It has been 26 long years since The Full Monty first graced our screens. A truly uplifting tale about a group of men, down on their luck and not sure where their next pay check was going to come from they decided to put on a show baring all. The way in which it ended was a moment of triumph for the thrown-together middle-class workers had us feeling like they had it all in front of them and nothing was going to slow them down.
Fast forward to today, the entire cast is back together along with screenwriter Simon Beaufoy for an eight-episode miniseries. Unfortunately, the plucky optimism that the film left us with is shattered straight away. It is a vastly different world today. The UK like much of the planet is struggling through crisis after crisis without much of an end in sight and our band of merry gents are all struggling through like all of us. Still all together is Sheffield Gaz (Robert Carlyle) works in a psych ward but still grifting away to make an extra buck. Dave (Mark Addy) and Jean (Lesley Sharp) are married and working together at a local run-down high school, Lomper (Steve Huison) is now married to Dennis (Paul Clayton) run a small café together, Gerald (Tom Wilkinson) is the grumpy old sod that we all can inspire to be and Horse (Paul Barber) is struggling to make it through each day, though you wouldn’t pick it.
Throughout the eight episodes, there are moments of joy and laughs but ultimately The Full Monty is a look at the sad state of affairs going on in the world and the feeling of being let down by those meant to help. Each episode tells its own story overlapping into each episode and between the moments of joy are a hard slap in the face to say the least.
Dave is the groundskeeper at the local school but the school is falling down around him through a complete lack of funding. He befriends a young man who he finds stealing food only to realise the reason he is doing it is enough to break you. Jean is trying her best to run the school without the much-needed funding and while the school is failing, so is their marriage.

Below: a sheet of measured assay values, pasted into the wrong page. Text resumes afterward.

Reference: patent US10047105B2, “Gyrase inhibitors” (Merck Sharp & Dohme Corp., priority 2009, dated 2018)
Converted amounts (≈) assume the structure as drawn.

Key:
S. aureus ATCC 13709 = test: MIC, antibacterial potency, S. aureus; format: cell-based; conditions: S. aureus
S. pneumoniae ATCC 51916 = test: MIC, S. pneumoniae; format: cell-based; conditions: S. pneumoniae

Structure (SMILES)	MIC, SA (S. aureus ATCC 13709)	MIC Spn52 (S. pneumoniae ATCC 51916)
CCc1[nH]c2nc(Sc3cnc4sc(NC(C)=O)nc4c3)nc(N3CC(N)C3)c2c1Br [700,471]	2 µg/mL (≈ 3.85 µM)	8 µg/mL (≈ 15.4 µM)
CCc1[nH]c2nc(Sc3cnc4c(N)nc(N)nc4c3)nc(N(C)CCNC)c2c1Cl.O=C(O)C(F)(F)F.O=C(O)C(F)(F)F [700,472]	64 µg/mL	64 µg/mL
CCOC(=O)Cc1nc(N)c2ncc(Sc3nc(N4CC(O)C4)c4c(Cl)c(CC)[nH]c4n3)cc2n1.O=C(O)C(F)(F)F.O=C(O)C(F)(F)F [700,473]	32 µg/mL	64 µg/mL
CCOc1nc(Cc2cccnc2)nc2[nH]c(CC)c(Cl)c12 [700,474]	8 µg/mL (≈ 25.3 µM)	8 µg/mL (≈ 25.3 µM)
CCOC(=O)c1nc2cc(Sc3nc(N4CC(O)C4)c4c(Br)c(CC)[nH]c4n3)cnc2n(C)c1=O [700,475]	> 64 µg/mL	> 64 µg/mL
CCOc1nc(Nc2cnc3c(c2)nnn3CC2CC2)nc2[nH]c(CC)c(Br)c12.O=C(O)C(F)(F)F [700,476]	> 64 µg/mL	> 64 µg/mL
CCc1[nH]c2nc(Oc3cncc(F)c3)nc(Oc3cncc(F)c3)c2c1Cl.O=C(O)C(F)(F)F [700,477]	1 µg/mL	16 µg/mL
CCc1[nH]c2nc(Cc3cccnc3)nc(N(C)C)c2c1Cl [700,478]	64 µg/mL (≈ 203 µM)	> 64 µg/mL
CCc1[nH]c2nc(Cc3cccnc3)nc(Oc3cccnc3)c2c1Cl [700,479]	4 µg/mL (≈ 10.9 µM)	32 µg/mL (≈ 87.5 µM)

Gaz still has his head in the sky trying to dream up his next scheme often to the detriment of the relationship with his now-grown son Nathan. His teenage daughter from another relationship isn’t fairing any better as she struggles with her own angst and questionable future.
It is Horse’s fate that hit me hardest. Confined to a wheelchair now and always his plucky self on the outside he is struggling with his health down to one lung and can barely afford to feed himself each day. Though not in your face it plays out subtly throughout the series and really adds to the gloom.
The Full Monty has the heart of the original movie but misses out on its uplifting never say die feel. It’s a cold and dark look into the plight of these friends and their community at large while glaringly pointing out that father time is rarely forgiving. Fantastic performances from all each character have been stepped into like 1997 was only yesterday with supporting performances from some good upcoming actors.
While many will enjoy the nostalgia of checking in with some old friends The Full Monty is more about dealing with the struggles of day to life all the while this nagging voice may be telling you that on one fateful night 26 years ago it is the last time you truly felt free.
The Full Monty is releasing 15th June on Disney Plus.
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